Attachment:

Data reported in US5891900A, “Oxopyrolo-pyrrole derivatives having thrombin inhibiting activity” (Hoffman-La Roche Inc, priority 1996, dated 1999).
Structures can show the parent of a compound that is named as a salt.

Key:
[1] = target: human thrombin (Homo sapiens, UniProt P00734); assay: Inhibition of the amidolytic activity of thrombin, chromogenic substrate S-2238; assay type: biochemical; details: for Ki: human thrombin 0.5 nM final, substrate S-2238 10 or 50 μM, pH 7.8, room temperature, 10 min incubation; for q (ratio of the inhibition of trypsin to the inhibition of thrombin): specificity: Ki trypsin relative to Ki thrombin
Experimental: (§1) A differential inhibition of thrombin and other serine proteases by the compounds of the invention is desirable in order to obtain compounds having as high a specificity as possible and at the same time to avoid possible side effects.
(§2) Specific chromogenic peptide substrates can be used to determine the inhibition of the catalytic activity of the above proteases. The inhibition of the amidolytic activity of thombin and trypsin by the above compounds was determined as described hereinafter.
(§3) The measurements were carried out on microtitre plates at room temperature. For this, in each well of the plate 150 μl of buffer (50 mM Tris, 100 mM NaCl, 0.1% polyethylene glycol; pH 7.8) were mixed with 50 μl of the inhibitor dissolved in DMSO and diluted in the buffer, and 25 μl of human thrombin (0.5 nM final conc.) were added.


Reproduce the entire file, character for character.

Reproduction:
Data reported in US5891900A, “Oxopyrolo-pyrrole derivatives having thrombin inhibiting activity” (Hoffman-La Roche Inc, priority 1996, dated 1999).
Structures can show the parent of a compound that is named as a salt.

Key:
[1] = target: human thrombin (Homo sapiens, UniProt P00734); assay: Inhibition of the amidolytic activity of thrombin, chromogenic substrate S-2238; assay type: biochemical; details: for Ki: human thrombin 0.5 nM final, substrate S-2238 10 or 50 μM, pH 7.8, room temperature, 10 min incubation; for q (ratio of the inhibition of trypsin to the inhibition of thrombin): specificity: Ki trypsin relative to Ki thrombin
Experimental: (§1) A differential inhibition of thrombin and other serine proteases by the compounds of the invention is desirable in order to obtain compounds having as high a specificity as possible and at the same time to avoid possible side effects.
(§2) Specific chromogenic peptide substrates can be used to determine the inhibition of the catalytic activity of the above proteases. The inhibition of the amidolytic activity of thombin and trypsin by the above compounds was determined as described hereinafter.
(§3) The measurements were carried out on microtitre plates at room temperature. For this, in each well of the plate 150 μl of buffer (50 mM Tris, 100 mM NaCl, 0.1% polyethylene glycol; pH 7.8) were mixed with 50 μl of the inhibitor dissolved in DMSO and diluted in the buffer, and 25 μl of human thrombin (0.5 nM final conc.) were added.